3.5.3. Constraints on extensions to the ΛCDM model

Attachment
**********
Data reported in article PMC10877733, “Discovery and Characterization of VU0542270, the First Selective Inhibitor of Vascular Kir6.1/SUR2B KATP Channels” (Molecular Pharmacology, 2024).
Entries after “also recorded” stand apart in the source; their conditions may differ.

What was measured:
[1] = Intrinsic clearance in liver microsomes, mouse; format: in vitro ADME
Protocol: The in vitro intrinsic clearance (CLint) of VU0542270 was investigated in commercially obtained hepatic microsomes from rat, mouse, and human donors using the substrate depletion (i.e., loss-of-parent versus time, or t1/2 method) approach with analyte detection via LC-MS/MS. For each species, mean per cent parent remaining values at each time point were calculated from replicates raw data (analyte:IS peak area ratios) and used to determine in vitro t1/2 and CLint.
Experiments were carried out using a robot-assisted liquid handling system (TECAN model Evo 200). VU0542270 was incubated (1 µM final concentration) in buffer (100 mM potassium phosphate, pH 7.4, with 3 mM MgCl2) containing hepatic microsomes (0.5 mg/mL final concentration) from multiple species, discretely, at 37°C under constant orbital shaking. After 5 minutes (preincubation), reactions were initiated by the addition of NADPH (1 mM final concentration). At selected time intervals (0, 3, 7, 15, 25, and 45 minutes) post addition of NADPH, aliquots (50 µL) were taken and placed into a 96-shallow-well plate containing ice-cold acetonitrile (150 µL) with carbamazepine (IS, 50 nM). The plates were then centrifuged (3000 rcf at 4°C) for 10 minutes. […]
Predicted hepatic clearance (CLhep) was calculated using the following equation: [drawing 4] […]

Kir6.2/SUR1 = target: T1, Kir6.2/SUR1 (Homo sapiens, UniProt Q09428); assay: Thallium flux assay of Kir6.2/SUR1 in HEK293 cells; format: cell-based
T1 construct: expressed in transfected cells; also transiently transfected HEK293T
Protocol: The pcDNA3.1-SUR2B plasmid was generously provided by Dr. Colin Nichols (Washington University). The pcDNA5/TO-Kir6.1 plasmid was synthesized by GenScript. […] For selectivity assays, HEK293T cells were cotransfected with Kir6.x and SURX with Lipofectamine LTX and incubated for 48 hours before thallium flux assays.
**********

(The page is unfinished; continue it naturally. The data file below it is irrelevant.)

Fig. 11 Constraints on the curvature and rms lensing deflection angle from Planck TT+lowP CMB power spectra (samples, colour coded by the value of the Hubble constant), showing that the closeduniverse models favoured at the 2σ level have high lensing power that is inconsistent with the lensing reconstruction result. The combined lensing result (black contours) is much tighter, and provides additional information on top of the constraint when adding BAO data (red contours); both joint constraints, and the combined filled contours, are consistent with a flat universe.